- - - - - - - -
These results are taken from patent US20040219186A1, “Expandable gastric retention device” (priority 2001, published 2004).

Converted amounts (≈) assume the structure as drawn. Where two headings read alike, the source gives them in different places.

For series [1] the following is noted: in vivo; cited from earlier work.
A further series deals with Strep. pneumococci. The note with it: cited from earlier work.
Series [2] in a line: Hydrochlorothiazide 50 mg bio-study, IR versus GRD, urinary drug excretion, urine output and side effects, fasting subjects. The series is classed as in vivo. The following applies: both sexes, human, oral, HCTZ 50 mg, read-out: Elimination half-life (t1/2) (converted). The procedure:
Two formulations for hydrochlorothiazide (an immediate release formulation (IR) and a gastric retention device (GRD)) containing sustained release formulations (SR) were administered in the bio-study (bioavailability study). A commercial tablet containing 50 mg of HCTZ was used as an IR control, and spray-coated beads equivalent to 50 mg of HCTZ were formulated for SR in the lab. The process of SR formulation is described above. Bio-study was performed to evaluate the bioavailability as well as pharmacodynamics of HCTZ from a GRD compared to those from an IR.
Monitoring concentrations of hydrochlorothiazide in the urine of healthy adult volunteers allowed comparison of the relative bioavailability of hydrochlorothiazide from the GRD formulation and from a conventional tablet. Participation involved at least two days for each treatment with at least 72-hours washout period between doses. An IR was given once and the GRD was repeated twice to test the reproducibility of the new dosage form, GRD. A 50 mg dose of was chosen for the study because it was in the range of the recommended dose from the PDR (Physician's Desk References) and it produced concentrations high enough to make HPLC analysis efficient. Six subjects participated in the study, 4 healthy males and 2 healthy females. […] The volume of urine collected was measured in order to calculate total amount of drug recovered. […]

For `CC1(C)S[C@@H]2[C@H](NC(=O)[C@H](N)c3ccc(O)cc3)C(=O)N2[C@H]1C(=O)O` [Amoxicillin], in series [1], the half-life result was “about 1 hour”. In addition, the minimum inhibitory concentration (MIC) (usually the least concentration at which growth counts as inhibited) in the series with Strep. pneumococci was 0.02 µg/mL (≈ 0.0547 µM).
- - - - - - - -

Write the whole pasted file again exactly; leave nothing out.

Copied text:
These results are taken from patent US20040219186A1, “Expandable gastric retention device” (priority 2001, published 2004).

Converted amounts (≈) assume the structure as drawn. Where two headings read alike, the source gives them in different places.

For series [1] the following is noted: in vivo; cited from earlier work.
A further series deals with Strep. pneumococci. The note with it: cited from earlier work.
Series [2] in a line: Hydrochlorothiazide 50 mg bio-study, IR versus GRD, urinary drug excretion, urine output and side effects, fasting subjects. The series is classed as in vivo. The following applies: both sexes, human, oral, HCTZ 50 mg, read-out: Elimination half-life (t1/2) (converted). The procedure:
Two formulations for hydrochlorothiazide (an immediate release formulation (IR) and a gastric retention device (GRD)) containing sustained release formulations (SR) were administered in the bio-study (bioavailability study). A commercial tablet containing 50 mg of HCTZ was used as an IR control, and spray-coated beads equivalent to 50 mg of HCTZ were formulated for SR in the lab. The process of SR formulation is described above. Bio-study was performed to evaluate the bioavailability as well as pharmacodynamics of HCTZ from a GRD compared to those from an IR.
Monitoring concentrations of hydrochlorothiazide in the urine of healthy adult volunteers allowed comparison of the relative bioavailability of hydrochlorothiazide from the GRD formulation and from a conventional tablet. Participation involved at least two days for each treatment with at least 72-hours washout period between doses. An IR was given once and the GRD was repeated twice to test the reproducibility of the new dosage form, GRD. A 50 mg dose of was chosen for the study because it was in the range of the recommended dose from the PDR (Physician's Desk References) and it produced concentrations high enough to make HPLC analysis efficient. Six subjects participated in the study, 4 healthy males and 2 healthy females. […] The volume of urine collected was measured in order to calculate total amount of drug recovered. […]

For `CC1(C)S[C@@H]2[C@H](NC(=O)[C@H](N)c3ccc(O)cc3)C(=O)N2[C@H]1C(=O)O` [Amoxicillin], in series [1], the half-life result was “about 1 hour”. In addition, the minimum inhibitory concentration (MIC) (usually the least concentration at which growth counts as inhibited) in the series with Strep. pneumococci was 0.02 µg/mL (≈ 0.0547 µM).